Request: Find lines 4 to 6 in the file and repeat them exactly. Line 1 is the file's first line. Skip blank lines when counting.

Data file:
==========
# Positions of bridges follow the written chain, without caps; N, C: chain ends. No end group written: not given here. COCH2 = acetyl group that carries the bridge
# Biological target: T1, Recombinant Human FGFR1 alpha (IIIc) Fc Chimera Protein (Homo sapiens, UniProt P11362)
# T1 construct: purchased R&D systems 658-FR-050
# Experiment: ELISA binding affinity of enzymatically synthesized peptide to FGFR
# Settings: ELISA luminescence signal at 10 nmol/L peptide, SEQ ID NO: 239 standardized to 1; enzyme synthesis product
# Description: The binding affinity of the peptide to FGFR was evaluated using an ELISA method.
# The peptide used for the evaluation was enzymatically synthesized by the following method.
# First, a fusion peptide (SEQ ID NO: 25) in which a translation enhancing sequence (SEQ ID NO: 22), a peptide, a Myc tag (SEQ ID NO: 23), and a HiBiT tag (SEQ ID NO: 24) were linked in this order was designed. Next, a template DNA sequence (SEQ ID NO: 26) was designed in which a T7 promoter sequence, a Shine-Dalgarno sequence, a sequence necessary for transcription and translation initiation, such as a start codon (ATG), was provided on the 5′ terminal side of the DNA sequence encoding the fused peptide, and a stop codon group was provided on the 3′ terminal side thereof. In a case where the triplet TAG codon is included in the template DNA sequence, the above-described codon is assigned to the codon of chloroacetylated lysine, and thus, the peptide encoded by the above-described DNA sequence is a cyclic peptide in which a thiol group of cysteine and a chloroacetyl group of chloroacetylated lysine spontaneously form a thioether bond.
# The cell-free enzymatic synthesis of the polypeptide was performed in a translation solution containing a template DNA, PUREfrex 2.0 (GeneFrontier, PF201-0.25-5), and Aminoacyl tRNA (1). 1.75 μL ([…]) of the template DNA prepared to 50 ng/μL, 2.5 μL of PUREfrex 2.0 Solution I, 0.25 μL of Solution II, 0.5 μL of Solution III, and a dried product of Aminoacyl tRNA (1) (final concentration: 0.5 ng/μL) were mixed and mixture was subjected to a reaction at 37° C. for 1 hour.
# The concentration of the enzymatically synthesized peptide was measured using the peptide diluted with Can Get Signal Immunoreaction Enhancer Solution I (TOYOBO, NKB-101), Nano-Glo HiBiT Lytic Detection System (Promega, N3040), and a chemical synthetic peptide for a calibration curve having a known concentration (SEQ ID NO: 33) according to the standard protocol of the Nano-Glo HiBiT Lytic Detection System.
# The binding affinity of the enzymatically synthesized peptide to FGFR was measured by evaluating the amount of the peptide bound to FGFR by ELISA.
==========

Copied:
# Experiment: ELISA binding affinity of enzymatically synthesized peptide to FGFR
# Settings: ELISA luminescence signal at 10 nmol/L peptide, SEQ ID NO: 239 standardized to 1; enzyme synthesis product
# Description: The binding affinity of the peptide to FGFR was evaluated using an ELISA method.